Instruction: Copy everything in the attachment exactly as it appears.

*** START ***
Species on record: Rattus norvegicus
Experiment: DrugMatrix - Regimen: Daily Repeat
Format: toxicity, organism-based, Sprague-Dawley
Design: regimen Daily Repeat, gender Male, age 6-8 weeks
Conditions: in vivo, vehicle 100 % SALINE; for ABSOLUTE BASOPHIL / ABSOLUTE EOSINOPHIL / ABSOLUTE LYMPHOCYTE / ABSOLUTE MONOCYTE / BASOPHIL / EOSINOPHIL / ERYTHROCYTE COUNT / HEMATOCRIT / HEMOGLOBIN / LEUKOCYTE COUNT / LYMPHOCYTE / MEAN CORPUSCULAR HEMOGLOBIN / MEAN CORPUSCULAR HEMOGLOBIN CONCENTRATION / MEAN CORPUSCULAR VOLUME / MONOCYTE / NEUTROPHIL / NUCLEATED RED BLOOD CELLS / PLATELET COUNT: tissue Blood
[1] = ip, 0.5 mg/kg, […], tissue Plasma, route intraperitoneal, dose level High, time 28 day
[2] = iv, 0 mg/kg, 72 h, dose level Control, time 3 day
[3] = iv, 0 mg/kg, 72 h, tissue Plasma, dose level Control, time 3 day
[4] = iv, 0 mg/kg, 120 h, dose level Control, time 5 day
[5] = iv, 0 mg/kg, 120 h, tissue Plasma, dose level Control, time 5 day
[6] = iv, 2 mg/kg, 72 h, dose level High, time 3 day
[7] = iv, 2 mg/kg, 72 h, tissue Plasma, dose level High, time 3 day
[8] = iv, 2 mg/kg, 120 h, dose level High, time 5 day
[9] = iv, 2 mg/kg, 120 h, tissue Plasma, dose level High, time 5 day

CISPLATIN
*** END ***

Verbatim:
Species on record: Rattus norvegicus
Experiment: DrugMatrix - Regimen: Daily Repeat
Format: toxicity, organism-based, Sprague-Dawley
Design: regimen Daily Repeat, gender Male, age 6-8 weeks
Conditions: in vivo, vehicle 100 % SALINE; for ABSOLUTE BASOPHIL / ABSOLUTE EOSINOPHIL / ABSOLUTE LYMPHOCYTE / ABSOLUTE MONOCYTE / BASOPHIL / EOSINOPHIL / ERYTHROCYTE COUNT / HEMATOCRIT / HEMOGLOBIN / LEUKOCYTE COUNT / LYMPHOCYTE / MEAN CORPUSCULAR HEMOGLOBIN / MEAN CORPUSCULAR HEMOGLOBIN CONCENTRATION / MEAN CORPUSCULAR VOLUME / MONOCYTE / NEUTROPHIL / NUCLEATED RED BLOOD CELLS / PLATELET COUNT: tissue Blood
[1] = ip, 0.5 mg/kg, […], tissue Plasma, route intraperitoneal, dose level High, time 28 day
[2] = iv, 0 mg/kg, 72 h, dose level Control, time 3 day
[3] = iv, 0 mg/kg, 72 h, tissue Plasma, dose level Control, time 3 day
[4] = iv, 0 mg/kg, 120 h, dose level Control, time 5 day
[5] = iv, 0 mg/kg, 120 h, tissue Plasma, dose level Control, time 5 day
[6] = iv, 2 mg/kg, 72 h, dose level High, time 3 day
[7] = iv, 2 mg/kg, 72 h, tissue Plasma, dose level High, time 3 day
[8] = iv, 2 mg/kg, 120 h, dose level High, time 5 day
[9] = iv, 2 mg/kg, 120 h, tissue Plasma, dose level High, time 5 day

CISPLATIN